Review: Stage Left’s Man of the People Needs a Dose of Vigor and Chemistry

I was looking forward to Man of the People by Stage Left Theatre. Patent medicine and unbelievable ads in the back of my comic books were a particular fascination of mine. Dolores Díaz's new play tells the story of a real-life charlatan, con man, and bigamist who came up with a surgical cure for impotence in the 1930s. John R. Brinkley conned thousands of people with claims that goat gonad transplant surgery would cure many ills including a "flat tire." Man of the People starts off with the promise of brilliant satire and then goes for serious drama. As a result, it seems director Anna C. Bahow allowed the pacing to be ponderous, but there are other things that would have made two hours, including intermission, go by faster.

The search for eternal youth and virility has been around since the first acknowledged physicians. It is a topic that is relevant and probably always will be. Throughout the ages, men in particular have searched for a remedy to boost virility and allow them to procreate into their old age. Enter John R. Brinkley, who surgically planted goat gonads in humans and came up with other "cures" for every ailment from gout to infertility. Of course, he was also a politician and that puts him firmly in my con man triad of preachers, pimps, and politicians. Michael Peters does a fine job of presenting Brinkley as a man who believes that he is a medical doctor. The real Brinkley had a degree from an unaccredited Chicago school in "eclectic medicine," which translates as snake oil and patent medicine.

Joan Nahid plays Brinkley's wife and conspirator Minnie, and does not have the benefit of a back story with Díaz's script. Minerva Jones was born in Tennessee and yet Nahid plays her with an accent that sounds Spanish and not Southern belle. Nahid plays the character as petulant and desperate for a baby with Brinkley. It is not revealed that Brinkley was a bigamist with three daughters, which would have been a motivation for Minnie's need to have a baby. Also, the chemistry between John and Minnie is missing. Con men are charming and confident—thus con men. It didn't ring true that Nahid's Minnie was hot for Peters' Brinkley. A spontaneous "take me and give me a baby" sex scene was funny for the wrong reason; they are not a sexy couple and the scene felt more random than lust in the moment.

Michael Peters and Rob Koon Photo by David Heimann

Brinkley was taken down by a real doctor named Morris Fishbein (Andrew Bosworth), who edits the Journal of the American Medical Association (JAMA). His help in taking down Brinkley is Dr. Maxwell (Shawn Smith). Bosworth and Smith lift the pacing and display the best chemistry in this play. Sandy Spatz plays Morris' mother Fanny who believes that Brinkley is a good man doing good for the people. The best comic relief in Man of the People is Rob Koon in a double role as a rube who complains about his "flat tire" and wants to rise to the occasion like his favorite goat and give his wife a baby. Koon also plays a judge in a court case against Brinkley.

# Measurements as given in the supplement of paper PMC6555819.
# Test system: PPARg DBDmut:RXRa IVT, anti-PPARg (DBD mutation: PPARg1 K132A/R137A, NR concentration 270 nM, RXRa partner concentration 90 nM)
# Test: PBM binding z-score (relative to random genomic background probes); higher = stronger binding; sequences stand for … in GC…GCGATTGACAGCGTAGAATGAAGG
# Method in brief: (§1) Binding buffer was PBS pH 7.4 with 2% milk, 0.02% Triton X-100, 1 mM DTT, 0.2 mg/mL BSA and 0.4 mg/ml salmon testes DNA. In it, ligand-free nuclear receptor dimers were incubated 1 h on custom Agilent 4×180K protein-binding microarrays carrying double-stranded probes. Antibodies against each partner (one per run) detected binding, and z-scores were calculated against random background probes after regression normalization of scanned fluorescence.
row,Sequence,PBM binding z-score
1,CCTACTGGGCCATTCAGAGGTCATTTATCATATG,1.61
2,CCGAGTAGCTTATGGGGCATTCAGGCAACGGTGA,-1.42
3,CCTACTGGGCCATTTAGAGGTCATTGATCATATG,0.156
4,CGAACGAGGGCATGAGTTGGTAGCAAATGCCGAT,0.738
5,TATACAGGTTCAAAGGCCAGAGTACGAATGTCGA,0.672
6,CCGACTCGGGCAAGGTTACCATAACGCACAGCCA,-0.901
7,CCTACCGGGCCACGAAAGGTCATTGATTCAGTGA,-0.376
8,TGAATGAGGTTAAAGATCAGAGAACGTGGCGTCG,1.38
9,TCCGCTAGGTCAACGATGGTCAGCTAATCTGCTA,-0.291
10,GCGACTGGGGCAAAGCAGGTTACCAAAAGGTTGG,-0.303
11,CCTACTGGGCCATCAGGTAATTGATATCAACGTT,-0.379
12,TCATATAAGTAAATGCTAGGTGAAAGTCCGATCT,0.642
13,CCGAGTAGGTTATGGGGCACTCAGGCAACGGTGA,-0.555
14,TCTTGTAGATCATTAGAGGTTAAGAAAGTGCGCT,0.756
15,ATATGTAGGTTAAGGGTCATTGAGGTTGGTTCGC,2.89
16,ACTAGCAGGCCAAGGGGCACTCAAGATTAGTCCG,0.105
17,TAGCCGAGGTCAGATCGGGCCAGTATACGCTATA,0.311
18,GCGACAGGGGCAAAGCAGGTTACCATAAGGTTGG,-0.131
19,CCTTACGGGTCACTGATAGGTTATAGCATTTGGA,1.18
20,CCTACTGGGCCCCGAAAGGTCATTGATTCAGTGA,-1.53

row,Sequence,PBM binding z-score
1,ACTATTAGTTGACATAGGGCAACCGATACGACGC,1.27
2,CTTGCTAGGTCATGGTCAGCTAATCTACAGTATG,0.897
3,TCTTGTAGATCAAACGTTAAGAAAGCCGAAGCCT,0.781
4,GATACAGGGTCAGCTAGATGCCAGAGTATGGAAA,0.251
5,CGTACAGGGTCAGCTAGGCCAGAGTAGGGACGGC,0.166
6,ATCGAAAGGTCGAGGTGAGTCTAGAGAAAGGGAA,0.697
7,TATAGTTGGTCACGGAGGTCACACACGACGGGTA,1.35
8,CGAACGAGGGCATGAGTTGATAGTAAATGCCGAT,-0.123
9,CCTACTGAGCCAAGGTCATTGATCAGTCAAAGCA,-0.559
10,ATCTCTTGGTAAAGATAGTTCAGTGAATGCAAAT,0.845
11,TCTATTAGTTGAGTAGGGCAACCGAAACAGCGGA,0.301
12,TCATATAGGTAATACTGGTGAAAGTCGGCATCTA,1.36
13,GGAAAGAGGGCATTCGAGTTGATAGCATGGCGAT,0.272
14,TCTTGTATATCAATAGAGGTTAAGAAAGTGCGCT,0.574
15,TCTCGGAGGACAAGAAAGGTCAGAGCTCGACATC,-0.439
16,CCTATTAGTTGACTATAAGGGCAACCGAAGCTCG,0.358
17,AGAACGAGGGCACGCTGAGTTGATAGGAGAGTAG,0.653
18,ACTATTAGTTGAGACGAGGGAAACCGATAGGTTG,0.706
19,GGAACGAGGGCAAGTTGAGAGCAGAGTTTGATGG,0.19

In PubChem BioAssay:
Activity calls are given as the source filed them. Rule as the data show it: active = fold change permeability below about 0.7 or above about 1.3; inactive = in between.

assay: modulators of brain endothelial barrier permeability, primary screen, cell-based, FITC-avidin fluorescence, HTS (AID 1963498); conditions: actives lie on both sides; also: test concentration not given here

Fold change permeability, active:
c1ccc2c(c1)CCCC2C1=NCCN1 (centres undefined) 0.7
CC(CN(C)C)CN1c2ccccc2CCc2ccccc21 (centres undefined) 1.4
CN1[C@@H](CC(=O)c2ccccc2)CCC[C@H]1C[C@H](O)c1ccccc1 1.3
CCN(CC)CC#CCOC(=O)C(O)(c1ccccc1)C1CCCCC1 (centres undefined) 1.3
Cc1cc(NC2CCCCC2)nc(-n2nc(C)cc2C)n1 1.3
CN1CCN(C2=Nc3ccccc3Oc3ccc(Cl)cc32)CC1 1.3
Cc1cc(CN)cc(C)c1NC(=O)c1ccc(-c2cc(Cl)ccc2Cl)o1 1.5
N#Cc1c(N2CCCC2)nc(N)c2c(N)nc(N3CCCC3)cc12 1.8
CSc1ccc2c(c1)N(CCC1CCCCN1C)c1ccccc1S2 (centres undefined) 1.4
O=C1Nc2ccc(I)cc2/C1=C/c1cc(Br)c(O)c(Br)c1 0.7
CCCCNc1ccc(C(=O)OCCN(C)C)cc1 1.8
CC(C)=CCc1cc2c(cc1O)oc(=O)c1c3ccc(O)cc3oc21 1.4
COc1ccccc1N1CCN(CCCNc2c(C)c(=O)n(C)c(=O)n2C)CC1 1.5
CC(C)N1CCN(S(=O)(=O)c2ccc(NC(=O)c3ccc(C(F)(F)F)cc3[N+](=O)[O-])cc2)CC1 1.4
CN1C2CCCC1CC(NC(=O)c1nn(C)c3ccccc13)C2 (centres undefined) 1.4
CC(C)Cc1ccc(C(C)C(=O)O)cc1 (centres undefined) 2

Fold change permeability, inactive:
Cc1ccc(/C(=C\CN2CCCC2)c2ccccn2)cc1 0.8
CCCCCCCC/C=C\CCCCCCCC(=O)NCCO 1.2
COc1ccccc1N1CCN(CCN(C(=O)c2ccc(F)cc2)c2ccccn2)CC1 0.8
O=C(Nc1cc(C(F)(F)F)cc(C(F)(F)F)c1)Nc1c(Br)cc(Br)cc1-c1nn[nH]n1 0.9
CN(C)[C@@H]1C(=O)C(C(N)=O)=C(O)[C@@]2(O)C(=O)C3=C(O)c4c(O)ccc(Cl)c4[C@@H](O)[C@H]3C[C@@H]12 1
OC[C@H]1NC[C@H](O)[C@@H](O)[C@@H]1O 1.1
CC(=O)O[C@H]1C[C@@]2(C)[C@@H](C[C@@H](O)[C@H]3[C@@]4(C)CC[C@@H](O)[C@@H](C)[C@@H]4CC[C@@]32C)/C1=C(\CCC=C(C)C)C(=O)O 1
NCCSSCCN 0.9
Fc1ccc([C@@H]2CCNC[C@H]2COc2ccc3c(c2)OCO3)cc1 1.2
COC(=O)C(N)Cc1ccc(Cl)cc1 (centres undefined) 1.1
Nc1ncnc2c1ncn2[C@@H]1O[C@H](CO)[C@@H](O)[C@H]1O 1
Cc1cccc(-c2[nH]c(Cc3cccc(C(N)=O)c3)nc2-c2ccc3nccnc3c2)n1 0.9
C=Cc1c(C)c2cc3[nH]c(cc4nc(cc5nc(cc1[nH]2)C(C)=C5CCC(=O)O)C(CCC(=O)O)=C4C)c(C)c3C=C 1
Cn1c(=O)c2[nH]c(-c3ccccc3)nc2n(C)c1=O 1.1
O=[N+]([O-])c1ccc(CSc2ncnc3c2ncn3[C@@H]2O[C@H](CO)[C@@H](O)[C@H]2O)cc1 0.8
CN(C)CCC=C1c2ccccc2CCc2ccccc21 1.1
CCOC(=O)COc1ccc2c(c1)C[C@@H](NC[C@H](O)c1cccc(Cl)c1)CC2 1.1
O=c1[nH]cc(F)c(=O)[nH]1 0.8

The cast is capable but not as cohesive as they could be with better pacing and even a different take on Brinkley's story. The stage design is by Jonathan Berg Einhorn who designed the quirky and fun set of Priscilla Queen of the Desert earlier this year at the Mercury Theater. The antique radios and furniture are of the era and Ellie Humphrys' lighting design gives off a nice sepia glow that gives a 1930s vibe.

Shawn Smith, Sandy Spatz, and Andrew Bosworth. Photo by David Heimann.

Brinkley had a radio show that he used to promote his various miracle cures as well as interviews and music. He put his own son in a radio commercial to prove the validity of his gonad surgery. He also ran for governor of Kansas twice and almost won by creating a cult of personality through the media. Gee, where have we seen this before? Man of the People has promise and needs an injection of backstory to flesh out some gaps and quicker pacing to shorten the run time. By my count, it clocked in at 2 hours and 20 minutes including an intermission. You might want one of those energy drinks if you decide to see this play. If you want a better lesson in quackery, the International Museum of Surgical Science at 1524 N. Lake Shore Drive has a great display of a 19th century apothecary with patent medicine.

Stage Left Theatre's Man of the People runs through November 20 at Chicago Dramatists, 1105 W. Chicago Ave. Tickets are $35 to $40. Student tickets are available for $25. Check the website for times and details.

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Kathy D. Hey

Kathy D. Hey writes creative non-fiction essays. A lifelong Chicagoan, she is enjoying life with her husband, daughter and three dogs in the wilds of Edgewater. When she isn’t at her computer, she is in her garden growing vegetables and herbs for kitchen witchery.